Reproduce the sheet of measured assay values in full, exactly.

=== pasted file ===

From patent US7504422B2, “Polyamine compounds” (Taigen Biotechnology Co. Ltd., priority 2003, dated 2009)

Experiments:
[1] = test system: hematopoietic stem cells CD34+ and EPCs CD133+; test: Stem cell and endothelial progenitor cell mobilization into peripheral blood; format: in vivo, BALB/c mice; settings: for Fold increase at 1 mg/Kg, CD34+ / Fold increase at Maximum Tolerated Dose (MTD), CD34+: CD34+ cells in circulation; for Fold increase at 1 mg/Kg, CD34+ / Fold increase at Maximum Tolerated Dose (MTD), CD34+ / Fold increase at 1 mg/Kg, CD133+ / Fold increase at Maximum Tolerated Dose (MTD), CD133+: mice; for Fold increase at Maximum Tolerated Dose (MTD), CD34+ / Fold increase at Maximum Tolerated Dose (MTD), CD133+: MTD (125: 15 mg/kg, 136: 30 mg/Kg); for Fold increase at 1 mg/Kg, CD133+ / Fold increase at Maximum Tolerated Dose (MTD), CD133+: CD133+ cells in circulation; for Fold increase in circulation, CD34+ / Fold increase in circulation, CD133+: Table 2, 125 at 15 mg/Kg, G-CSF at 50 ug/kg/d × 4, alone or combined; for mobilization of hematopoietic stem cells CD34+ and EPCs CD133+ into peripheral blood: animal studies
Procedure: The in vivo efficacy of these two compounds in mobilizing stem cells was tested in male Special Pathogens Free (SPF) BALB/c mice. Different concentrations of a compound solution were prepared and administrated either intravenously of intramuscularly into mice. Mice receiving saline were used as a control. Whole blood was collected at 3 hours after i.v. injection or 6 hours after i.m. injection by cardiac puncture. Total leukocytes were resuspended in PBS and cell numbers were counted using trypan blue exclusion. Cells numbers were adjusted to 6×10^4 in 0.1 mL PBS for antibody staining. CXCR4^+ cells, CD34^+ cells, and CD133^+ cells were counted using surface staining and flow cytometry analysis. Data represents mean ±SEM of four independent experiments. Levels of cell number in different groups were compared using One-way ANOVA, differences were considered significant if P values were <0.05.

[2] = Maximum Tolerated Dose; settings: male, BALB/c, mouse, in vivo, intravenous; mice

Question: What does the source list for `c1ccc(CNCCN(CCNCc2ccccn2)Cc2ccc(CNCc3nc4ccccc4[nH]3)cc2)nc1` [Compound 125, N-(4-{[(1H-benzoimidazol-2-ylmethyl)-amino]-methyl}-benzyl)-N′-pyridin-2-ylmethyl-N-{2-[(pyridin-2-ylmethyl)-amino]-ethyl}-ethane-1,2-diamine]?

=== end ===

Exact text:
From patent US7504422B2, “Polyamine compounds” (Taigen Biotechnology Co. Ltd., priority 2003, dated 2009)

Experiments:
[1] = test system: hematopoietic stem cells CD34+ and EPCs CD133+; test: Stem cell and endothelial progenitor cell mobilization into peripheral blood; format: in vivo, BALB/c mice; settings: for Fold increase at 1 mg/Kg, CD34+ / Fold increase at Maximum Tolerated Dose (MTD), CD34+: CD34+ cells in circulation; for Fold increase at 1 mg/Kg, CD34+ / Fold increase at Maximum Tolerated Dose (MTD), CD34+ / Fold increase at 1 mg/Kg, CD133+ / Fold increase at Maximum Tolerated Dose (MTD), CD133+: mice; for Fold increase at Maximum Tolerated Dose (MTD), CD34+ / Fold increase at Maximum Tolerated Dose (MTD), CD133+: MTD (125: 15 mg/kg, 136: 30 mg/Kg); for Fold increase at 1 mg/Kg, CD133+ / Fold increase at Maximum Tolerated Dose (MTD), CD133+: CD133+ cells in circulation; for Fold increase in circulation, CD34+ / Fold increase in circulation, CD133+: Table 2, 125 at 15 mg/Kg, G-CSF at 50 ug/kg/d × 4, alone or combined; for mobilization of hematopoietic stem cells CD34+ and EPCs CD133+ into peripheral blood: animal studies
Procedure: The in vivo efficacy of these two compounds in mobilizing stem cells was tested in male Special Pathogens Free (SPF) BALB/c mice. Different concentrations of a compound solution were prepared and administrated either intravenously of intramuscularly into mice. Mice receiving saline were used as a control. Whole blood was collected at 3 hours after i.v. injection or 6 hours after i.m. injection by cardiac puncture. Total leukocytes were resuspended in PBS and cell numbers were counted using trypan blue exclusion. Cells numbers were adjusted to 6×10^4 in 0.1 mL PBS for antibody staining. CXCR4^+ cells, CD34^+ cells, and CD133^+ cells were counted using surface staining and flow cytometry analysis. Data represents mean ±SEM of four independent experiments. Levels of cell number in different groups were compared using One-way ANOVA, differences were considered significant if P values were <0.05.

[2] = Maximum Tolerated Dose; settings: male, BALB/c, mouse, in vivo, intravenous; mice

Question: What does the source list for `c1ccc(CNCCN(CCNCc2ccccn2)Cc2ccc(CNCc3nc4ccccc4[nH]3)cc2)nc1` [Compound 125, N-(4-{[(1H-benzoimidazol-2-ylmethyl)-amino]-methyl}-benzyl)-N′-pyridin-2-ylmethyl-N-{2-[(pyridin-2-ylmethyl)-amino]-ethyl}-ethane-1,2-diamine]?